I’ve had so much great feedback about my work, lots of lovely 5-star reviews. Recently, I’ve developed a range of jewelery for which has exposed my work to a much bigger audience. With that much larger audience it was inevitable that I would encounter some negative feedback. The first time it happened I took it really personally but now I make it my mission to deal with whatever issue the client has and turn it around so that they leave with a positive experience. Consequently, I’ve come away with a greater understanding of these situations from the client’s point of view and I use their suggestions to improve my pieces. I know other maker/designers who really resent this kind of feedback and complain really bitterly about it. Generally, I have found that a discussion can be started out of the initial criticism which can then throw up improvements that I wouldn’t have necessarily come up with on my own. Often the criticism has to do with the fact they are buying online. People imagine the piece is going to be bigger, or smaller, than what they imagined from the photographs. The simple solution to this was to include more photos of the pieces actually worn on a model and also photographing the piece with objects of identifiable scale. On another occasion, a client really didn’t like the packaging I sent a set of cufflinks in. What I thought was contemporary and modern did not appeal to her and so I simply researched an alternative and sent her an additional box. The problem was easily solved and the situation did make me reassess my choice of packaging for that product.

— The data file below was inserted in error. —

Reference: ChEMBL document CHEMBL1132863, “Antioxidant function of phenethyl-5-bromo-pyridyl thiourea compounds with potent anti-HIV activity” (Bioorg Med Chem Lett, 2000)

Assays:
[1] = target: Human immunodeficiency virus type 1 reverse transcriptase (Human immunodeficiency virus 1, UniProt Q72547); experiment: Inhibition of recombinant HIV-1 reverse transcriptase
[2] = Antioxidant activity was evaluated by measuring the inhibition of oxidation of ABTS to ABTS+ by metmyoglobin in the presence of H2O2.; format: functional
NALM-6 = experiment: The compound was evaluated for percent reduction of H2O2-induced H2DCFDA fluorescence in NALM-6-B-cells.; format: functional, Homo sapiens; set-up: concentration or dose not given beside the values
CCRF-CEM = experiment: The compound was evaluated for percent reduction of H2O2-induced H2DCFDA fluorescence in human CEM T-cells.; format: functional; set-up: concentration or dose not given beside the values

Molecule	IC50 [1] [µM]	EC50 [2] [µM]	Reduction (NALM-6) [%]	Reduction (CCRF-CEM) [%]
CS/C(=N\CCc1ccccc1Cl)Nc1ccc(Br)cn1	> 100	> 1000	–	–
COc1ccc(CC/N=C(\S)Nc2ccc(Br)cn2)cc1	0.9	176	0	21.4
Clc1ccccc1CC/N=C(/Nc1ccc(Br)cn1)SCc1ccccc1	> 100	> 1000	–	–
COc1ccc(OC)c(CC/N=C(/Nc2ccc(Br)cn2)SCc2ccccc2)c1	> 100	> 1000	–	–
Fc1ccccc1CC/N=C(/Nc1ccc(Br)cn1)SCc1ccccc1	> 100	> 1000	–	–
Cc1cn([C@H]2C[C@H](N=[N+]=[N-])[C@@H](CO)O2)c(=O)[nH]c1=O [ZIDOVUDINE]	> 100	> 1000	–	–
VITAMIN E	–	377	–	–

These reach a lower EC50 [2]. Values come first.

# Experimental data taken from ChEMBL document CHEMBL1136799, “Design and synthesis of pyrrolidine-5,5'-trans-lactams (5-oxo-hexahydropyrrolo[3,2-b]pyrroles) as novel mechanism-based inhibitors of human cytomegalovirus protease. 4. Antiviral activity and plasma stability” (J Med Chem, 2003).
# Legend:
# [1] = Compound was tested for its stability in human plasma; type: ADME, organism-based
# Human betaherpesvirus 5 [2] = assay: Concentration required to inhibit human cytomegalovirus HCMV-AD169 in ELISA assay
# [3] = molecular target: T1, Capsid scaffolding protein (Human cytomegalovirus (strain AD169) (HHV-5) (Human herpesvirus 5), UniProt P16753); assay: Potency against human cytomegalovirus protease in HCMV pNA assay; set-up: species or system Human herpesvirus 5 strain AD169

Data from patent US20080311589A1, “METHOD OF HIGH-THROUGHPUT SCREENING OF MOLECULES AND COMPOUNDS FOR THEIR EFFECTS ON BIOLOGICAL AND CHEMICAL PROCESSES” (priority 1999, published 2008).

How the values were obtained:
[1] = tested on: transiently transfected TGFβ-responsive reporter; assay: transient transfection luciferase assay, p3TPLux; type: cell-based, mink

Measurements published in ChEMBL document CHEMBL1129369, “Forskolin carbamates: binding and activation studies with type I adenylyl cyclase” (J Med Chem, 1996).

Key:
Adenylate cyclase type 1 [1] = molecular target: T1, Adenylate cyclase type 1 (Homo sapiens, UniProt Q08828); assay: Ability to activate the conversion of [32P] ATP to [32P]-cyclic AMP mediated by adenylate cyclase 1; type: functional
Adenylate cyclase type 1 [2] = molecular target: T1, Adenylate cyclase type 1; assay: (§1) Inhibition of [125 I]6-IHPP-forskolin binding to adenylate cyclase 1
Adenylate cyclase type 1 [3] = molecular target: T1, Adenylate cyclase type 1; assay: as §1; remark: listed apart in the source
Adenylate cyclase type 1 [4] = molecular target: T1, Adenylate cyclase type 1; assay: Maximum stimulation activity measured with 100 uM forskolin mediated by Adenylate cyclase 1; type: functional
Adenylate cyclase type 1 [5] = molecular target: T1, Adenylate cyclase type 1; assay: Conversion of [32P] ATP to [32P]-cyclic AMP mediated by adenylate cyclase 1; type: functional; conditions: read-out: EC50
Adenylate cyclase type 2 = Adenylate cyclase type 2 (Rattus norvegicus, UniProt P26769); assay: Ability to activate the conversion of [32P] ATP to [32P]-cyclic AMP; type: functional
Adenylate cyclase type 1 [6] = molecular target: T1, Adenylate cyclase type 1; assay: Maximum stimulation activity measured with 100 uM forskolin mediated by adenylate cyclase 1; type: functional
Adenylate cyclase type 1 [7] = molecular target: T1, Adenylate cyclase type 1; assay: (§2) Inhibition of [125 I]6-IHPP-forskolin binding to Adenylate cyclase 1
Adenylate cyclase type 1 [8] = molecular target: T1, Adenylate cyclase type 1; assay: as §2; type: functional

Success when I graduated and qualified as an architect centered around having our work published in the professional journals, winning a RIBA award for our first completed building in the UK, and competing in international design competitions. Setting up a small online Etsy shop back in 2010 was a million miles from that professional architectural world and it has been really hard to find my way in a new, unfamiliar industry. The turning point for me was when my work was picked up by Back in 2010, I thought I would be able to call myself a success if I could be a goldsmith and make enough money to pay for the weekly shop to support my family. Now I am able to do that and have a bit left over to invest in new tools and machinery. Everything else beyond this point is a bonus.

My motivation for becoming an architect and then a goldsmith was never to leave any kind of legacy for a future generation. The pieces I make now, only have a future and a ‘life’ the moment they become owned. I imagine them being taken on adventures and perhaps having stories associated with them and connections with important occasions in the owner’s life. In that sense, they really belong to someone else’s legacy – if that means they are handed down then that would at least prove that they had been built well and I will have done my work well.